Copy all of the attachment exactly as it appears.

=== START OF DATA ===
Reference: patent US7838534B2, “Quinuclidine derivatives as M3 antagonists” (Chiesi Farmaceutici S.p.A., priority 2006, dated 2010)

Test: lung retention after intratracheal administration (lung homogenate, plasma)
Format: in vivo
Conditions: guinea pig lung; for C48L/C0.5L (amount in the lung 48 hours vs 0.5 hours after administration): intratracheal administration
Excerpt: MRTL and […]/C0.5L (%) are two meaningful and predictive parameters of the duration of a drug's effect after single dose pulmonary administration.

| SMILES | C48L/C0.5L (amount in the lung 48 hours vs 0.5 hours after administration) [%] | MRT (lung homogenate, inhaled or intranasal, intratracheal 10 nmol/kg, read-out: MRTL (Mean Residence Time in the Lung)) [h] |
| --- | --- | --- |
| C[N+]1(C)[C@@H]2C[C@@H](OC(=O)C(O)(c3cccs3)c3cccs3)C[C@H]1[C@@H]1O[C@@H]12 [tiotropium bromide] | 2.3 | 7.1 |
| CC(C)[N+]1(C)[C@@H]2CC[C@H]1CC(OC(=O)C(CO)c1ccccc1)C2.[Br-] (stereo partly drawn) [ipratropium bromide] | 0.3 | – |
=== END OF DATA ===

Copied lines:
Reference: patent US7838534B2, “Quinuclidine derivatives as M3 antagonists” (Chiesi Farmaceutici S.p.A., priority 2006, dated 2010)

Test: lung retention after intratracheal administration (lung homogenate, plasma)
Format: in vivo
Conditions: guinea pig lung; for C48L/C0.5L (amount in the lung 48 hours vs 0.5 hours after administration): intratracheal administration
Excerpt: MRTL and […]/C0.5L (%) are two meaningful and predictive parameters of the duration of a drug's effect after single dose pulmonary administration.

| SMILES | C48L/C0.5L (amount in the lung 48 hours vs 0.5 hours after administration) [%] | MRT (lung homogenate, inhaled or intranasal, intratracheal 10 nmol/kg, read-out: MRTL (Mean Residence Time in the Lung)) [h] |
| --- | --- | --- |
| C[N+]1(C)[C@@H]2C[C@@H](OC(=O)C(O)(c3cccs3)c3cccs3)C[C@H]1[C@@H]1O[C@@H]12 [tiotropium bromide] | 2.3 | 7.1 |
| CC(C)[N+]1(C)[C@@H]2CC[C@H]1CC(OC(=O)C(CO)c1ccccc1)C2.[Br-] (stereo partly drawn) [ipratropium bromide] | 0.3 | – |